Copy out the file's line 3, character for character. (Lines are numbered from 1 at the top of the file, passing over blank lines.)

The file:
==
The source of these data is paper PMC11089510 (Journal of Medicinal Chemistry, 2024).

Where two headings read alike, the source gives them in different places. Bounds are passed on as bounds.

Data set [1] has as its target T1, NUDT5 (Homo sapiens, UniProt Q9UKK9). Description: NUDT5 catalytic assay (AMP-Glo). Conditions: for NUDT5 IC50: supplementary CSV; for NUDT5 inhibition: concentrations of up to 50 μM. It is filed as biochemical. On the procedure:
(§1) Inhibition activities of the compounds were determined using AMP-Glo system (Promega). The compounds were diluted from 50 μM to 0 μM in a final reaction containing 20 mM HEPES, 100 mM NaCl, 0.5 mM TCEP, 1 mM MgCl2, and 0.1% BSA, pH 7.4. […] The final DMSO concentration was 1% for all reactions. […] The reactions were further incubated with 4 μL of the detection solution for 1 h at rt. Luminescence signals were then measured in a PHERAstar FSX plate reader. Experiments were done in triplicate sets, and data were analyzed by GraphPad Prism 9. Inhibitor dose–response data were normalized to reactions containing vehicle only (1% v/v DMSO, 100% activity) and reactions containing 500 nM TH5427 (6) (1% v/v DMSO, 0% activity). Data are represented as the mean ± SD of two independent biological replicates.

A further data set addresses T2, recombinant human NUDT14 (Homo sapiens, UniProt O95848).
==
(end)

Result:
Data set [1] has as its target T1, NUDT5 (Homo sapiens, UniProt Q9UKK9). Description: NUDT5 catalytic assay (AMP-Glo). Conditions: for NUDT5 IC50: supplementary CSV; for NUDT5 inhibition: concentrations of up to 50 μM. It is filed as biochemical. On the procedure: